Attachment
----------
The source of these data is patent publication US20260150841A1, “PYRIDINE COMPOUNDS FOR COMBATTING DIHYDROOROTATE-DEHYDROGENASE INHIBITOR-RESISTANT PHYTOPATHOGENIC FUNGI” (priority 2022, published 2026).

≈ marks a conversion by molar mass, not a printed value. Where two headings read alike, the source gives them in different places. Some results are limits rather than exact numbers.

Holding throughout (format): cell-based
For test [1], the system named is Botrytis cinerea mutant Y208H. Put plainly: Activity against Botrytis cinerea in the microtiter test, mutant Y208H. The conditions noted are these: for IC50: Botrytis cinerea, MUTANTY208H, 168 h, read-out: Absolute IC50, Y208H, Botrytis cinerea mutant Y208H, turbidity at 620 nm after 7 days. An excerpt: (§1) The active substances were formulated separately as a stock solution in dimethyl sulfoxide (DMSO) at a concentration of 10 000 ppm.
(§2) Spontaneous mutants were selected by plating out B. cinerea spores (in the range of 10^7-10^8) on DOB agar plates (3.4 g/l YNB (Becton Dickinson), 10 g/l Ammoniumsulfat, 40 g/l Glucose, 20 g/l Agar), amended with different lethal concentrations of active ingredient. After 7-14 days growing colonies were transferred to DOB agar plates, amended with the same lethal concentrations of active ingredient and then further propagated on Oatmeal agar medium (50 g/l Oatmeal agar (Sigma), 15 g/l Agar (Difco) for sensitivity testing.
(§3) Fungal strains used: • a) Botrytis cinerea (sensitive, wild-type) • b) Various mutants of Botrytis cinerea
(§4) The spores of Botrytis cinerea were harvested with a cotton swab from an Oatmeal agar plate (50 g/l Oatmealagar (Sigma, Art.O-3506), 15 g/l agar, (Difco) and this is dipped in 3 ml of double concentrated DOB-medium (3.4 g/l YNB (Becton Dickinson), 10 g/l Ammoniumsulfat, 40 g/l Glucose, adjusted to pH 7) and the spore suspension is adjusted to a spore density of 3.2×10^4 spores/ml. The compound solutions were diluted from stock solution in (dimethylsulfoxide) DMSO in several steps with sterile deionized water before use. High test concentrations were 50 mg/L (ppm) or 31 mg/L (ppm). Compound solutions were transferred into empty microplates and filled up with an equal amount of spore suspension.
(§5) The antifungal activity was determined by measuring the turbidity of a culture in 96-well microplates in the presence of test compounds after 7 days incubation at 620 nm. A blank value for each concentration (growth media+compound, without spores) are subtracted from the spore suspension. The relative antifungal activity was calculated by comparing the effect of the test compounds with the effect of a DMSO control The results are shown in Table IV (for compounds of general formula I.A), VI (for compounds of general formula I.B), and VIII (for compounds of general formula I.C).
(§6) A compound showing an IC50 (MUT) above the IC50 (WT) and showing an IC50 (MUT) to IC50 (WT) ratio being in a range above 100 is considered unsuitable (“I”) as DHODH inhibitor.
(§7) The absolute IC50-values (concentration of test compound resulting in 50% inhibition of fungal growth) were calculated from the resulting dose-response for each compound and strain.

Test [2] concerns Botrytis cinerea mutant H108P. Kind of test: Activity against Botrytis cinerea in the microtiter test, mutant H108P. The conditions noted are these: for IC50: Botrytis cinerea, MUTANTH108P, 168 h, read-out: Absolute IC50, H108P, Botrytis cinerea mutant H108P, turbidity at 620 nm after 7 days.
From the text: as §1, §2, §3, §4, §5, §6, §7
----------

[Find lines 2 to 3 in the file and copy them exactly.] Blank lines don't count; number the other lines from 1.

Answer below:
≈ marks a conversion by molar mass, not a printed value. Where two headings read alike, the source gives them in different places. Some results are limits rather than exact numbers.

Holding throughout (format): cell-based